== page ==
EPA - est City/Hwy26/31
The Kia Soul is a refreshing take on a type of car that can be easily overlooked for being cheap or utilitarian. Like a good thrift store find, it's proof that style doesn't need an inflated price tag.
The interior is good, but the exterior is great. We give it an 8 out of 10 on our scale for style. That's exceptional for less than $20,000, and the Soul has aged well. (Read more about how we rate cars.)
The Soul's fundamental proportions have stayed the same throughout the generations. The same abrupt windshield pillar and somewhat canted-back look add to the roofline's profile that manages to be boxy without being too square.
Higher trims get body-colored exterior bits and pieces which tie the car altogether better, but even base models aren't short for good looks. In all, it's something that's done very well—and it also happens to be inexpensive.
The look of the 2017 Soul, inside, is a bit more finished than in its previous iteration—and overall, it feels like an inexpensive small car peppered with some surprisingly premium bits. The chunky steering wheel, sporty gauge cluster, and soft-touch materials from elbow level on up add to that impression. Center-stack climate, audio, and infotainment controls are all canted slightly toward the driver, and speakers are elevated atop side vents on the dash.
The Kia Soul is proof that good looks don't have to break the bank.
For 2017, Kia addressed the biggest gripe with the Soul that many had: it's funky exterior didn't have a spunky engine to match.
This year, a 1.6-liter turbo-4 has been planted in top models with a 7-speed dual-clutch automatic that makes the most of that grunt.
It's a meaningful addition, and one that we'd like to see applied to the rest of the range. The turbo keeps us from dinging the Soul a point on its poky engines, and we've added another point for a range of transmission choices that we like. It earns a 6 out of 10 on our performance scale. (Read more about how we rate cars.)
The Soul is offered in three models, each with different powertrain options. The base Soul is powered by a 1.6-liter inline-4 that makes 130 horsepower an 118 pound-feet of torque, which can be mated to a 6-speed manual or automatic. If that sounds slow, that's because it is. It's suitable for around-town duty, but it feels flustered making highway passes, or carrying a lot of cargo.
A 2.0-liter inline-4 is offered in the Plus models (Kia uses the punctuation "+" rather than the word, but we're opting for the word) that makes 161 hp and 150 lb-ft of torque. The 2.0-liter inline-4 comes only with a 6-speed automatic and is quick to respond with downshifts when needed, out of corners, or when accelerating from traffic snarls.
The downshift behavior from the transmission is a little over-eager on the highway, where it too easily lets the engine race and bounces between the very tall sixth gear and fifth. This type of "hunting" behavior is relatively rare today, and most automakers have tuned it out with transmission programming (having it just hold the lower gear for an extended time). It's a nuisance you'll get used to, though, as there's a manual gate allowing you to lock in a particular gear (and only forcing an upshift near redline).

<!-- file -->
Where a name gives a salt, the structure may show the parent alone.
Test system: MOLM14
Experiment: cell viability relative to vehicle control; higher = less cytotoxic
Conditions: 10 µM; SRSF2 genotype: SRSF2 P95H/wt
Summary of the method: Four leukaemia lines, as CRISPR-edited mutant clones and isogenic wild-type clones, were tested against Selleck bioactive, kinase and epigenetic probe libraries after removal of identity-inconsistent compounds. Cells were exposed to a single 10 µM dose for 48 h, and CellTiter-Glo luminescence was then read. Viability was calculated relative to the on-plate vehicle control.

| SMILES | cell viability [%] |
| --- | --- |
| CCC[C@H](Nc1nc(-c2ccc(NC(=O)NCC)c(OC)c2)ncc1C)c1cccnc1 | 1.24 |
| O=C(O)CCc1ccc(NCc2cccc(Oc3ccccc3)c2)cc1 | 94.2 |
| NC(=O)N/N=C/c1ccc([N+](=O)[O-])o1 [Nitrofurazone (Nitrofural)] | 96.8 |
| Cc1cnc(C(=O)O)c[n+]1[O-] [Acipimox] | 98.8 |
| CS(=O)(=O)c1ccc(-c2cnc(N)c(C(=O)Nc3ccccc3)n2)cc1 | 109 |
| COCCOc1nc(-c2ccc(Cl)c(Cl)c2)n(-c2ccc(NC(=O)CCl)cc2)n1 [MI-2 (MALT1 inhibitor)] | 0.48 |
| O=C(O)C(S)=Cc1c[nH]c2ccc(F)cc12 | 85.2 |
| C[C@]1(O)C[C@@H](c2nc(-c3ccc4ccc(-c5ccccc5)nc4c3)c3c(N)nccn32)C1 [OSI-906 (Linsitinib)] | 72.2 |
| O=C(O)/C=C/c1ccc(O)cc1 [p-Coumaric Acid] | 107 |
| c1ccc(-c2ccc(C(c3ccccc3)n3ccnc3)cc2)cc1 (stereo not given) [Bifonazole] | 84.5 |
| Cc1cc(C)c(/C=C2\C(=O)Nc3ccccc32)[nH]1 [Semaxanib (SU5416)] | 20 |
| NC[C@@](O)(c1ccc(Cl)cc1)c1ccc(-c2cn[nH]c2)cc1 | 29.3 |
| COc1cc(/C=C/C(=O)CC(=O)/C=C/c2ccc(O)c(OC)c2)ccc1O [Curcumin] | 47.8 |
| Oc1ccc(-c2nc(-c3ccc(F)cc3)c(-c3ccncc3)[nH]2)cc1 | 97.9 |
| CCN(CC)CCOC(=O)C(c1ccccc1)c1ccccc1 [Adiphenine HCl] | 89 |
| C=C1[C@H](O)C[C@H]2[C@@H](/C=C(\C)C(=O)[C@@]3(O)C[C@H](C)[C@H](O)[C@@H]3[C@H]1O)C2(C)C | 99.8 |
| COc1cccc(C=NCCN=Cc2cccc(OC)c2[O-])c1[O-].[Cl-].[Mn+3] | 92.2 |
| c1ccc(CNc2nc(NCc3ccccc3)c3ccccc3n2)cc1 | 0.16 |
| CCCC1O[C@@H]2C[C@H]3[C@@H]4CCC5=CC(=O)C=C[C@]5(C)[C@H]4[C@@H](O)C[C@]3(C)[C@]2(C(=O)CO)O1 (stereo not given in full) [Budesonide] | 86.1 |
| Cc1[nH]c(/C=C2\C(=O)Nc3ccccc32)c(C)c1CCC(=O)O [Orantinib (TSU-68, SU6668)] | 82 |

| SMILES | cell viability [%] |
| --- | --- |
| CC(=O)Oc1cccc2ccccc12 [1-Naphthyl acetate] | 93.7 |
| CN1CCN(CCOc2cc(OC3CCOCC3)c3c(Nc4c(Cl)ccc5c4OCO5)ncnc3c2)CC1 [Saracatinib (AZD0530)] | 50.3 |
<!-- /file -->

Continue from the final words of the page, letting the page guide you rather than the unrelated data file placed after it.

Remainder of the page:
The new top of the pile in Exclaim models (Kia uses "!") is a 1.6-liter turbo-4 borrowed from the Elantra Sport that makes 201 hp and 195 lb-ft. Our first impressions led us to think that the turbocharged inline-4 is meant to make the Soul more confident in passing and on highways, rather than an outright performance rival. There's plenty of initial torque steer if you stand on the gas pedal from a stop, and "Sport" mode stiffens up the steering without having much of an impact anywhere else.
Four-wheel disc brakes are included in all three trim levels of the Soul; that's a noteworthy upgrade versus the rear drums in other budget car picks.
We've found the ride to be a little too harsh sometimes, but the Soul's ride isn't nearly as busy and lean-prone as you might guess from tall, short-wheelbase model. A much stiffer structure came with the last redesign, in 2014, and it allowed engineers to add more suspension travel overall while more closely reeling in pitching motions. What makes the biggest difference is the twin-path dampers—essentially allowing better body control and a more reassuring feel when you push it hard into corners, while also offering better isolation from the smaller bumps when you’re pointed straight ahead.
The Soul is hardly a canyon carver, so keep your performance expectations tempered or consider a sportier hatchback such as the Juke or Golf if you need outright speed.
A new, zesty turbo model adds much-needed kick, the rest of the Soul lineup is a little ho-hum.
The Kia Soul is a case study in effective packaging and utility for many compact cars. Its small footprint belies the generous space inside for four adults (five, if you must) and their cargo.
By the numbers there are 18.8 cubic feet of cargo capacity with the seats up and the cargo tray in place—24.2 cubes without it—or 61.3 cubes with the seats down. Rear passengers get 39.1 inches of leg room, which was enough for our 6-foot-6 editor to sit in the back. That adds up to a 7 out of 10 on our comfort scale. (Read more about how we rate cars.)
Up front, the low-set instrument panel gives the impression that drivers are sitting higher than they actually are. Taller drivers may have a tough time lowering the seat as far down as it would need to go, nor will they find much thigh support. (We'd suggest skipping the sunroof for long torsos or anyone taller than 6-foot-3.) The seats are firmer and more supportive, however, which should help for long drives.
Luckily, in Plus and Exclaim versions, there’s a fold-down center armrest that could serve as a useful dividing line for at-odds siblings. And across the lineup, getting in and out is easy, whether you’re talking about the front seats or the back ones.
The Soul's compact roots have shown through in road noise coming into the cabin. On a first drive of the new 2017 turbocharged model we found that the drone was still present—and acute past 4,000 rpm—but we haven't yet driven the rest of the lineup.